The Ups and Downs of Startup Founders

This decision is muddled by the ups and downs of the team members themselves and the attractiveness of what they could otherwise be doing with their lives. When the team is tired and worn out, it is easy to have an overly pessimistic view of the business, and conversely there can be an overly positive view when the team is buzzing with excitement. When analysing the health of the business, a team should separate the business’s ups and downs from the ups and downs of the team. In addition, do not wait for a clear signal before moving on to another idea. Conversely, don’t jump ship when you hit a bump. Somehow, you have to manage these two conflicting pressures.

The importance of a big idea

At first, I was annoyed with advisors and investors who would frown on our initial business; it had a reasonably small market size and wasn’t going to be a 100 million dollar business. It was not going to be big, but it had a high chance of being something. As a 23 year old just out of university, I would much prefer to have a 50% chance of 2 million rather than 10% chance of 200 million. Why would people scoff at a ‘lifestyle business’ when a good lifestyle is most people’s dream?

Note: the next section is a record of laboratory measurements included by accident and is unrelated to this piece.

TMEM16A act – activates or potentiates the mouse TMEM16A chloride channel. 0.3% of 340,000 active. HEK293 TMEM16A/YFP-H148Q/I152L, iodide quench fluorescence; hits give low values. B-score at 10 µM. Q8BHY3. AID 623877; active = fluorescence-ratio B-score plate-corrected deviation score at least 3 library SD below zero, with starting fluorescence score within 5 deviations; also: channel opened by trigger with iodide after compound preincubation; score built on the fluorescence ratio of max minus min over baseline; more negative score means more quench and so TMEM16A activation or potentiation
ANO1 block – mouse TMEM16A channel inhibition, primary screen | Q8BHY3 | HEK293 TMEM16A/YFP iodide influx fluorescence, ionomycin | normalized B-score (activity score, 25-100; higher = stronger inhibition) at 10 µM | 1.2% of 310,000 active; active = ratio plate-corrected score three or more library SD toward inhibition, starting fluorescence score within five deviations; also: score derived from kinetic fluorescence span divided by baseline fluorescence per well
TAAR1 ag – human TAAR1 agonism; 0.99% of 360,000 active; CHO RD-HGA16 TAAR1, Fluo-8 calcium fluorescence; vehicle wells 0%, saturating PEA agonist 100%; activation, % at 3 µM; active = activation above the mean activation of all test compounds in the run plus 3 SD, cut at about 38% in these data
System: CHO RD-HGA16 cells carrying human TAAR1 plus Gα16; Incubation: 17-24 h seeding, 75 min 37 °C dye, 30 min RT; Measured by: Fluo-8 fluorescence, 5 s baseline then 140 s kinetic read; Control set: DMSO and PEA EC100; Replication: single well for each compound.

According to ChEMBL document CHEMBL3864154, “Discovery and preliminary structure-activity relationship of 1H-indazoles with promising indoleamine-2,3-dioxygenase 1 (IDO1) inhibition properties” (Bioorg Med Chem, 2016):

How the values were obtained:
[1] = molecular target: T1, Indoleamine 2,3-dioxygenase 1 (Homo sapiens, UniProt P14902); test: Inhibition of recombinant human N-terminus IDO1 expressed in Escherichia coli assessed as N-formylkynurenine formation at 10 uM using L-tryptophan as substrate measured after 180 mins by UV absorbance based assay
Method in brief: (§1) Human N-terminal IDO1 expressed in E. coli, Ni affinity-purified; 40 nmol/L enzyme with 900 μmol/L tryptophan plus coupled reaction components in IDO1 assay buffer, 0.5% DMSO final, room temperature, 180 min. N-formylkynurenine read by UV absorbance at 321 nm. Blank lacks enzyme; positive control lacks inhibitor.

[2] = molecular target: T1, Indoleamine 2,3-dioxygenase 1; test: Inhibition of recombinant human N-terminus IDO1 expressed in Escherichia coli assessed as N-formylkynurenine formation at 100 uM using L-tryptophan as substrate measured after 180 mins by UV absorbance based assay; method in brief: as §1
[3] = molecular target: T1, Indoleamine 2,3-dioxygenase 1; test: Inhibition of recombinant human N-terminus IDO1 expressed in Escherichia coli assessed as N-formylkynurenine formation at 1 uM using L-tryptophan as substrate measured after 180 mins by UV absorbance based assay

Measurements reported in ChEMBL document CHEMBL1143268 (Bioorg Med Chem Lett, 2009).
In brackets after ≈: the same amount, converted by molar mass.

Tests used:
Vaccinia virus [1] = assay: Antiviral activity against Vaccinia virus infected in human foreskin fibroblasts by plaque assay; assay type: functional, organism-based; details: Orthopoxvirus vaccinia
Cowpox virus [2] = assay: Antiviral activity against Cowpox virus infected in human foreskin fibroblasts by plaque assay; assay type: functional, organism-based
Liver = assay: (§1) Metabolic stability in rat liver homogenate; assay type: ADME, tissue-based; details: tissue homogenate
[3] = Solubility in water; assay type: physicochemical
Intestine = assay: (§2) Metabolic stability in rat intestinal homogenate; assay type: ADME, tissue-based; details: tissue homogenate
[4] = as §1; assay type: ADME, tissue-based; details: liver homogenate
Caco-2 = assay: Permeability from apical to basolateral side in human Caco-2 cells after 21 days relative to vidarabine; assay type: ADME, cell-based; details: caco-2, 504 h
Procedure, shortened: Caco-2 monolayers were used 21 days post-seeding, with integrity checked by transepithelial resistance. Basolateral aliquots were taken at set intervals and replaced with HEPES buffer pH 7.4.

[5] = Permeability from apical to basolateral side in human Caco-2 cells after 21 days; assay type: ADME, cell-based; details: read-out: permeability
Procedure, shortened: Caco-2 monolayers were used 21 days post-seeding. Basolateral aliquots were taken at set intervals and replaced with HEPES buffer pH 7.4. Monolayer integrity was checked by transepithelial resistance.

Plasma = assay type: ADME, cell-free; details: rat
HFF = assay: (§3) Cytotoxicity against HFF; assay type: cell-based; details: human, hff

I have come to see the importance of a big idea. A small business is not a lesser business, it is just not a very investable business. Some simple math can uncover the reasoning. If a business begins with two or three founders, receives two rounds of funding and allocates shares for early employees, very quickly each founder may find themselves with ~15% equity. If the founders spend 5 years working on the business and it exits for $2 million, 300K suddenly does not seem like a huge reward for five years of hard work with a high risk of failure. Investors would get a similarly small return; hence, they rarely invest in businesses with small potential even if they are likely to succeed. If you are lucky enough to be able to bootstrap a lifestyle business, ignore the disdain. However, if your business is going to need investment, it needs to have big dreams.

A balanced lifestyle beats long hours